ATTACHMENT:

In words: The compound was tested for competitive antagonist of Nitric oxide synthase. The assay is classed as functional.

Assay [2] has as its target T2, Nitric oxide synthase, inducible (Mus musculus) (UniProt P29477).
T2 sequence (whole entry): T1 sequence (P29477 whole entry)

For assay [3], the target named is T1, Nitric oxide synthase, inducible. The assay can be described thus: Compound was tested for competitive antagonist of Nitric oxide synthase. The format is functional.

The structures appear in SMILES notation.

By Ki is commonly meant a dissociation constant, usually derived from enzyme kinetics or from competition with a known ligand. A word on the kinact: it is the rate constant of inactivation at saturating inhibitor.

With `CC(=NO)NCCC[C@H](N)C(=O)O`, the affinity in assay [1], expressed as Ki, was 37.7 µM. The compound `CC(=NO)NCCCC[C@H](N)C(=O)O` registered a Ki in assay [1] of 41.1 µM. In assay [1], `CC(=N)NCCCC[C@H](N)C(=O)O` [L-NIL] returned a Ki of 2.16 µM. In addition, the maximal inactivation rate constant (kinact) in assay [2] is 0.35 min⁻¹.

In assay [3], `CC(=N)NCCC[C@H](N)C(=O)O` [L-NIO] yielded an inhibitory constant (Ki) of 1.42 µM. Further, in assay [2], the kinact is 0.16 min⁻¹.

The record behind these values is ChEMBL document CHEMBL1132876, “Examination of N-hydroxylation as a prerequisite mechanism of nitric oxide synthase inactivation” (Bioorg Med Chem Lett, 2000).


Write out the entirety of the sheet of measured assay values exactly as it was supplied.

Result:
In words: The compound was tested for competitive antagonist of Nitric oxide synthase. The assay is classed as functional.

Assay [2] has as its target T2, Nitric oxide synthase, inducible (Mus musculus) (UniProt P29477).
T2 sequence (whole entry): T1 sequence (P29477 whole entry)

For assay [3], the target named is T1, Nitric oxide synthase, inducible. The assay can be described thus: Compound was tested for competitive antagonist of Nitric oxide synthase. The format is functional.

The structures appear in SMILES notation.

By Ki is commonly meant a dissociation constant, usually derived from enzyme kinetics or from competition with a known ligand. A word on the kinact: it is the rate constant of inactivation at saturating inhibitor.

With `CC(=NO)NCCC[C@H](N)C(=O)O`, the affinity in assay [1], expressed as Ki, was 37.7 µM. The compound `CC(=NO)NCCCC[C@H](N)C(=O)O` registered a Ki in assay [1] of 41.1 µM. In assay [1], `CC(=N)NCCCC[C@H](N)C(=O)O` [L-NIL] returned a Ki of 2.16 µM. In addition, the maximal inactivation rate constant (kinact) in assay [2] is 0.35 min⁻¹.

In assay [3], `CC(=N)NCCC[C@H](N)C(=O)O` [L-NIO] yielded an inhibitory constant (Ki) of 1.42 µM. Further, in assay [2], the kinact is 0.16 min⁻¹.

The record behind these values is ChEMBL document CHEMBL1132876, “Examination of N-hydroxylation as a prerequisite mechanism of nitric oxide synthase inactivation” (Bioorg Med Chem Lett, 2000).